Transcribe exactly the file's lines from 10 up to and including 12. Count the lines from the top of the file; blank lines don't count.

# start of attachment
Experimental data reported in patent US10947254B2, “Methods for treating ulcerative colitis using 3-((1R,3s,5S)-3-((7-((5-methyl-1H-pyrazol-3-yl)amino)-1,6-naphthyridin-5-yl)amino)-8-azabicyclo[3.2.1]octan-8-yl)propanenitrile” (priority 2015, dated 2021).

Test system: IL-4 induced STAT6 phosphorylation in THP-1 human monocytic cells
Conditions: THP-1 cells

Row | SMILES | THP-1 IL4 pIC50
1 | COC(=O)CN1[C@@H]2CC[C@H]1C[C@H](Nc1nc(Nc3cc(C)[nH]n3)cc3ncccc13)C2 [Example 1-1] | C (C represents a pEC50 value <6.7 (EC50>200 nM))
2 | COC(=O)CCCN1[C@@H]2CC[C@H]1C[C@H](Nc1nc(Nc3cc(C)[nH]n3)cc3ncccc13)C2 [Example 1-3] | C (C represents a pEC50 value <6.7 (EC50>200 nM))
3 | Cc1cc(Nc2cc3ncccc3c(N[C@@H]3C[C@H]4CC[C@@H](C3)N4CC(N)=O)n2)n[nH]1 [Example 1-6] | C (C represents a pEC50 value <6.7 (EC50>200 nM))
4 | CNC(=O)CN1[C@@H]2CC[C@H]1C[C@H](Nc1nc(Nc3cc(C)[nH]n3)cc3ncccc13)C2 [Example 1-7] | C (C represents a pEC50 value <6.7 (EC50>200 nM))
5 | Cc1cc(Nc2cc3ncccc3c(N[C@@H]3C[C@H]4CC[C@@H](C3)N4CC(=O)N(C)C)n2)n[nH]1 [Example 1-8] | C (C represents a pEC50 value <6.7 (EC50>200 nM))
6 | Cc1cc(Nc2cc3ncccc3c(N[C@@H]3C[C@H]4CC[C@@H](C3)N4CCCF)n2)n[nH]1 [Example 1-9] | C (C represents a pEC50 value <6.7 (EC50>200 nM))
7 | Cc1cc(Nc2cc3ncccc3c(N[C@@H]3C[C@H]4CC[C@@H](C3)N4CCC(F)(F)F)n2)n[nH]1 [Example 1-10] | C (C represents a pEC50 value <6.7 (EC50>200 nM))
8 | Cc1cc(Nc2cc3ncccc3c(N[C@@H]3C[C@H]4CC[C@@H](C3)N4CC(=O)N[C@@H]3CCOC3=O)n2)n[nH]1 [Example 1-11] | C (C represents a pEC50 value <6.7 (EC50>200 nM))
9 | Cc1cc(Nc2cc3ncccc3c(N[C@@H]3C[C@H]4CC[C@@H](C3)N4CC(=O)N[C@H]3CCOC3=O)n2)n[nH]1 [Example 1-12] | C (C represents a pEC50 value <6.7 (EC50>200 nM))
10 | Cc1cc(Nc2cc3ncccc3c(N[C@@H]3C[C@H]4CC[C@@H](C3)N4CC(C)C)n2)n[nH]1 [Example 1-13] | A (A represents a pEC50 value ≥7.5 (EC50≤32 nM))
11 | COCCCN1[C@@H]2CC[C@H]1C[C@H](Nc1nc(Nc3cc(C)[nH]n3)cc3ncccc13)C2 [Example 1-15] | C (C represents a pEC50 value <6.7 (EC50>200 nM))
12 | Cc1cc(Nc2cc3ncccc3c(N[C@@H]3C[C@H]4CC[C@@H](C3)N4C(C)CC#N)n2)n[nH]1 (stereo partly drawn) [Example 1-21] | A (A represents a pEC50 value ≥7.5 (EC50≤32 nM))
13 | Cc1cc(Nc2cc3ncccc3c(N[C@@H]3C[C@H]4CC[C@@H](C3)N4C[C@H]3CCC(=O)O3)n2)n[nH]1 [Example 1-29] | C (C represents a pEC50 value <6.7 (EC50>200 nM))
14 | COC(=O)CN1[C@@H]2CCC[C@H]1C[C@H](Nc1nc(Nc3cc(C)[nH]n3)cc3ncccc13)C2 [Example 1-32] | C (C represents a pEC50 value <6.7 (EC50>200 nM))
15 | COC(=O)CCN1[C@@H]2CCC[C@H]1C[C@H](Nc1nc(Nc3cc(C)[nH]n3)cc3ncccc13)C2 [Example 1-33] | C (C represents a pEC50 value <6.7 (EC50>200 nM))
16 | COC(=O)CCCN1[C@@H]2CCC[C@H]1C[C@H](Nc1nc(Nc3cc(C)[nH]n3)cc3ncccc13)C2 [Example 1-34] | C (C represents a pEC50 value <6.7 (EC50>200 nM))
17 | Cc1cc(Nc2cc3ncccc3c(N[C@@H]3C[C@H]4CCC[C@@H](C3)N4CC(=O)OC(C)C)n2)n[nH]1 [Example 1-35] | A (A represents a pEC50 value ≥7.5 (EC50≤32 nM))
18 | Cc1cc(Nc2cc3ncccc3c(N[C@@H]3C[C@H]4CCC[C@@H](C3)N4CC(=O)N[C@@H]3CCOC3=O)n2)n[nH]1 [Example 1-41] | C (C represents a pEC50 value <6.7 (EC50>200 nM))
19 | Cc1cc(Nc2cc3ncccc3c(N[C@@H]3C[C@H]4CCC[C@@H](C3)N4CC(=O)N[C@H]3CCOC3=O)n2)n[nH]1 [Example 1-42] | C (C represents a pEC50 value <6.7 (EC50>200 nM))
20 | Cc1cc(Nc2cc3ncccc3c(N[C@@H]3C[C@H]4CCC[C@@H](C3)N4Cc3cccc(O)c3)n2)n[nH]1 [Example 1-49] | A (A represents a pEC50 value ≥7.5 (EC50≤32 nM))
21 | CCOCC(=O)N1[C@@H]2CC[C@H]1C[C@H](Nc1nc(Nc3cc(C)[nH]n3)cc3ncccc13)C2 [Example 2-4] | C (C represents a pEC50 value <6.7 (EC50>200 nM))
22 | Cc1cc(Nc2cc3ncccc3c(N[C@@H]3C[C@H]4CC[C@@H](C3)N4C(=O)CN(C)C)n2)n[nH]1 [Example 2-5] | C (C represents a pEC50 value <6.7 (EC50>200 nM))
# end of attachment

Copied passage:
6 | Cc1cc(Nc2cc3ncccc3c(N[C@@H]3C[C@H]4CC[C@@H](C3)N4CCCF)n2)n[nH]1 [Example 1-9] | C (C represents a pEC50 value <6.7 (EC50>200 nM))
7 | Cc1cc(Nc2cc3ncccc3c(N[C@@H]3C[C@H]4CC[C@@H](C3)N4CCC(F)(F)F)n2)n[nH]1 [Example 1-10] | C (C represents a pEC50 value <6.7 (EC50>200 nM))
8 | Cc1cc(Nc2cc3ncccc3c(N[C@@H]3C[C@H]4CC[C@@H](C3)N4CC(=O)N[C@@H]3CCOC3=O)n2)n[nH]1 [Example 1-11] | C (C represents a pEC50 value <6.7 (EC50>200 nM))